In one of those sarcastic moves that life sometimes plays on you, there was a time when I had to work as a proof reader in a car reviews magazine.
It was just a pay the bills kind of job. The car fetish that people out there often have has never been a thing for me. I've always preferred means of transportation where I'm carried, so I have my mind free to think, my senses free to observe, and both my hands available for writing stuff in notebooks, facing contingencies easily, etc...
At this job, I was surrounded all day by world of car geeks, so let's just say that we had a few awkward moments. However, I became a good friend of one particular guy there. He was as big of a car geek as the others, and I'm not sure what was different that created that bind between us, but I have a few ideas. Firstly, something that helped was that we both could talk about things outside our One Thing, and also about "anything stuff", and we both had a healthy, non-toxic sense of humor. Sometimes people try to create too much of an identity out of the things that they do, and that certainly wasn't our case at all, and we both had the healthy habit of not taking ourselves too seriously.
But I think I've remembered him today because of something else, something he told me one day before going to an appointment he had for a test drive: "man, the thing is... I would do this shit for free".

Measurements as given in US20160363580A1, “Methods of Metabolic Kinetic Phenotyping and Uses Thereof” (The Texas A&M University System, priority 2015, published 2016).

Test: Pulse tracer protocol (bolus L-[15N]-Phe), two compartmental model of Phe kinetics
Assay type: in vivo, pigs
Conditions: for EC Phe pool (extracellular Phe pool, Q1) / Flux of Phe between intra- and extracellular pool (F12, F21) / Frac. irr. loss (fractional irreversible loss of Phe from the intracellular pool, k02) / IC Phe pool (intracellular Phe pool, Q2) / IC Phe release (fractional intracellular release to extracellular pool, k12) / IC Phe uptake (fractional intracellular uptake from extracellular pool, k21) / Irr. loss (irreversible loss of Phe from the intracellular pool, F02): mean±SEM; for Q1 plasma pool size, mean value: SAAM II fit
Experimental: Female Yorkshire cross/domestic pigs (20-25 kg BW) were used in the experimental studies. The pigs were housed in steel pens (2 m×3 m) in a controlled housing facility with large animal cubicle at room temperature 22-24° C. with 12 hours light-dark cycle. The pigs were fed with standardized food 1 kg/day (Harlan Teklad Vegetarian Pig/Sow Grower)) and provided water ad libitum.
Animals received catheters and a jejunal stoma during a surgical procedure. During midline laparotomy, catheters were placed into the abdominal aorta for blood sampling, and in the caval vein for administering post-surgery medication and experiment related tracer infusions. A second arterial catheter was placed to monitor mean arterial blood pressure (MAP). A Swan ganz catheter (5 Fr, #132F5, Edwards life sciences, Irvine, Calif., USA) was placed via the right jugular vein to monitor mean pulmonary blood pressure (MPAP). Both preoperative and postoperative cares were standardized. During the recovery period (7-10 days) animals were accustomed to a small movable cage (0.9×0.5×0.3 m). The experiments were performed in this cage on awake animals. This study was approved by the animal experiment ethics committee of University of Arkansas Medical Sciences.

It was not a happy comment at the time; I think the conversation was about working conditions, someone taking advantage of us... (yeah, I know; shocking, right?) There was also a bit of an undertone -that I myself know very well- of "I really can't help myself, I couldn't do things other way even if I tried, it's like I have no say in this..."
Now I wonder if maybe that was the thing that connected us the most. We were both devoted persons. To very different purposes, for sure (I think I never mentioned to him my musical endeavors, among other things because at that moment I was on hiatus), but both of us shared that personal consistency that results of having one focal point in your life. He "lived for that stuff", and I "live for this stuff", too. When you have that kind of premise in your life, the rest gets ordered and prioritized accordingly. And that shows in some way, and creates links that are not always made of words.
In the case of music, like most of the people out there, I actually "do this shit for free". Money is a recognition of value, and according to that "scoreboard", it seems our society concedes little or no value to it.
Not that I'm going to let that stop me, let's just follow the line of reasoning: if you don't make money with something, you do it in your spare time. That period of time associated to recharging, the time considered "lazy time". Here's where the difficulty arrives. How can you call "lazy" to being stuck to a screen for 10 hours in a row trying to make a song sound better? Well, that's the way it works. Such activity can have all the personal value you want, but if it does not have societal value it does not make money, and it is leisure, it is "lazy".
So color me lazy then, because those 10 hours are the ones I enjoy the most of any day. Even if I'm tired like a dog when I'm finished, even then, it's that kind of fatigue that is somewhat enjoyable too, that kind of fatigue that makes you feel you've earned yourself a good movie and a pizza, or a fatigue similar to the one that follows the sweet labors of love :)
I think what we have here is 1) a disagreement on the definition of value, and 2) the slightly slippery definition of what being "professional" means. On one side, when we hear that someone is a "professional" in X, we automatically think in someone who gets paid for doing X.